Mexico Paper Stops Drug War Coverage After Grenade Attacks

A newspaper in Mexico’s violent city of Nuevo Laredo announced on Wednesday it will end coverage of drug-related bloodshed, one day after grenades damaged its offices for the second time this year.

Many Mexican news organizations have decided to report only basic facts about murders and massacres in recent years. But it is rare for a newspaper to drop coverage altogether.

Tuesday’s attack on the daily El Manana was among the latest incidents that have made Mexico one of the world’s most dangerous places for journalists.

El Manana said in an editorial that it was too dangerous to report on the execution-style murders, car bombs and decapitations that have terrorized residents in the city across the border from Laredo, Texas.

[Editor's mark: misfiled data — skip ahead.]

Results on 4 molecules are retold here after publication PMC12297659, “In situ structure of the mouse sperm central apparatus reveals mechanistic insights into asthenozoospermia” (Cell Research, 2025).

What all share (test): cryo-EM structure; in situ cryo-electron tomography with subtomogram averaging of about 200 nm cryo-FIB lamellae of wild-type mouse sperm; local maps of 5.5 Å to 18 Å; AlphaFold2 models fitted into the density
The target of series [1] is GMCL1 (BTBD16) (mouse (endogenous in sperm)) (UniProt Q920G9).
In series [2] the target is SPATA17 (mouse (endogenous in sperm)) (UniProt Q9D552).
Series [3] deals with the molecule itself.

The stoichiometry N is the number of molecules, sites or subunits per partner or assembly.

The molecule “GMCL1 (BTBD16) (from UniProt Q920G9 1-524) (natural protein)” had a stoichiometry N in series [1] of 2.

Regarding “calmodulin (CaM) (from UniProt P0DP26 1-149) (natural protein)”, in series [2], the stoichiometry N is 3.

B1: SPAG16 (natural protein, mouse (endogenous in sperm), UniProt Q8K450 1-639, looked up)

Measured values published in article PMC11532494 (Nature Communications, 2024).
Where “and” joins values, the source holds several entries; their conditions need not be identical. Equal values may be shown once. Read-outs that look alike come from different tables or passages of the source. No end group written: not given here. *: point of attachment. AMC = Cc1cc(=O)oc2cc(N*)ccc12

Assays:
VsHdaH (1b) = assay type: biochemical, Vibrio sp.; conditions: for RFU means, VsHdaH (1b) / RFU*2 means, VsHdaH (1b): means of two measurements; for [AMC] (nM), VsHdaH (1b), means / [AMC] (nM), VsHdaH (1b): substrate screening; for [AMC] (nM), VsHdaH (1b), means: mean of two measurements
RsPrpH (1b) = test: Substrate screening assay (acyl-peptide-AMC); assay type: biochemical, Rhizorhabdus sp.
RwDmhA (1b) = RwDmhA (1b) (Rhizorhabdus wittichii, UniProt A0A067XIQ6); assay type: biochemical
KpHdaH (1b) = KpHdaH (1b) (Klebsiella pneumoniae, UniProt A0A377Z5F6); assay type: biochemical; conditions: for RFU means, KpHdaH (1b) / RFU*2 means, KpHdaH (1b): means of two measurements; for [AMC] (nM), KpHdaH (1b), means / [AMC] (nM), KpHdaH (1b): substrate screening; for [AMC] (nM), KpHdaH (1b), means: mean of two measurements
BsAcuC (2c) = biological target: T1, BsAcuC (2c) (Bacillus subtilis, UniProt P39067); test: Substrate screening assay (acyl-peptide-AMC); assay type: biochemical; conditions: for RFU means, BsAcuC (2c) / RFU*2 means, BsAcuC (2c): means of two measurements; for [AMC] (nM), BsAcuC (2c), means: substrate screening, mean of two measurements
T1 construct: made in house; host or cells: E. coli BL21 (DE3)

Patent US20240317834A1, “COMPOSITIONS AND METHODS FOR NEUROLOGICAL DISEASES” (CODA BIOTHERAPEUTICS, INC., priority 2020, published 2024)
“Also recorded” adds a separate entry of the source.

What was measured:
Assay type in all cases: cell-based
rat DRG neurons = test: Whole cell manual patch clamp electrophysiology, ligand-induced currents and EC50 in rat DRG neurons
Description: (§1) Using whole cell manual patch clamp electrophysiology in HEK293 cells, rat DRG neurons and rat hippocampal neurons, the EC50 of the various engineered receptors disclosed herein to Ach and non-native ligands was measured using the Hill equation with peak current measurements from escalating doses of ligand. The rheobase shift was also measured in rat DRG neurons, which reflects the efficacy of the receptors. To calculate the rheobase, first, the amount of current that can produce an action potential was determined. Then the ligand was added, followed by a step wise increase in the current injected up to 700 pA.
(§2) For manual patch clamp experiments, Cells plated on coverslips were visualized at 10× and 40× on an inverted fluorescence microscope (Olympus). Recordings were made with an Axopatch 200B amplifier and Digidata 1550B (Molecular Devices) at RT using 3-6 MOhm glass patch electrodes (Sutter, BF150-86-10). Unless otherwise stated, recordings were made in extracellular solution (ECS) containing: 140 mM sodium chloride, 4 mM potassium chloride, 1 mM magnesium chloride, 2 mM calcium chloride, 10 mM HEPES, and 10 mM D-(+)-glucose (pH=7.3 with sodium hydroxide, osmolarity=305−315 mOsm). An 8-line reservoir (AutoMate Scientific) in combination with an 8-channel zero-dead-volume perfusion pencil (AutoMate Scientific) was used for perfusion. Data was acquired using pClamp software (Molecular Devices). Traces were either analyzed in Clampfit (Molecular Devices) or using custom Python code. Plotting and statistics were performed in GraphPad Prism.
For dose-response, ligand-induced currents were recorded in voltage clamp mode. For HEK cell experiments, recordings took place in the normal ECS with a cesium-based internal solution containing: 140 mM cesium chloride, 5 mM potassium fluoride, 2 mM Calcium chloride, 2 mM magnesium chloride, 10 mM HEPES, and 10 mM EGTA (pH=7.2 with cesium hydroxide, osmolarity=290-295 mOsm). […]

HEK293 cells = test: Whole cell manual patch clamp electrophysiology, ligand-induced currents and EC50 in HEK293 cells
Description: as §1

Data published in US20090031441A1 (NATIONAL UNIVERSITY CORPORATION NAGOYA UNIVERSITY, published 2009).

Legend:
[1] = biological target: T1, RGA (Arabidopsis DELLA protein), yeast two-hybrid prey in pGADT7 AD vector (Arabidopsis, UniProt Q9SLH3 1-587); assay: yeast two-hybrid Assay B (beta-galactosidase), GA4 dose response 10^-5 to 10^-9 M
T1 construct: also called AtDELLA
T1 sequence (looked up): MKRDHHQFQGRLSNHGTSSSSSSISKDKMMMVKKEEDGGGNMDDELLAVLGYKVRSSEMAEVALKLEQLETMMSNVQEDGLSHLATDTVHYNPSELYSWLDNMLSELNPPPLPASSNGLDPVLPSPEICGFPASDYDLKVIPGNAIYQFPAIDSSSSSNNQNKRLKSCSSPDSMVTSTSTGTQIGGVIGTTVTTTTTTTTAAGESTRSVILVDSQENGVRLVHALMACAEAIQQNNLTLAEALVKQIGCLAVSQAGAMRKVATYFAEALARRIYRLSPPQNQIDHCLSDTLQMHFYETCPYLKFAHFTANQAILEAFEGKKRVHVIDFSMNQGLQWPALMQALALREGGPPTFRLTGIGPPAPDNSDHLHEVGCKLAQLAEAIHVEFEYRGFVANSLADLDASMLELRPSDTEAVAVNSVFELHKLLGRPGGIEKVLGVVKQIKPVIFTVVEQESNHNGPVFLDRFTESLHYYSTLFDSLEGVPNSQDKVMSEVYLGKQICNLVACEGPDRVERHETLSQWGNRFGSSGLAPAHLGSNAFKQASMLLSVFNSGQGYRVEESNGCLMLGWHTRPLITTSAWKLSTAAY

“The editorial board of the company has come to this regrettable decision because of the circumstances that we all know about and the lack of conditions to freely carry out journalism,” it said.

“El Manana … does not want to serve the petty interests of any de-facto power or criminal group,” the newspaper said.

On Tuesday assailants fired at the newspaper’s main offices with a grenade launcher, damaging the building but causing no injuries. A similar attack occurred on May 11.

The city south of the Rio Grande has seen a surge in violence in recent months as the brutal Zetas cartel battle rivals for control of lucrative drug smuggling routes.

In one recent incident, 14 severed heads were dumped on the street close to Nuevo Laredo’s town hall in ice boxes.

Cartel gunmen across Mexico have been known to attack journalists over unfavorable coverage, as well as pressure reporters to cover mass murders they carry out.

– Read the entire article at Chicago Tribune.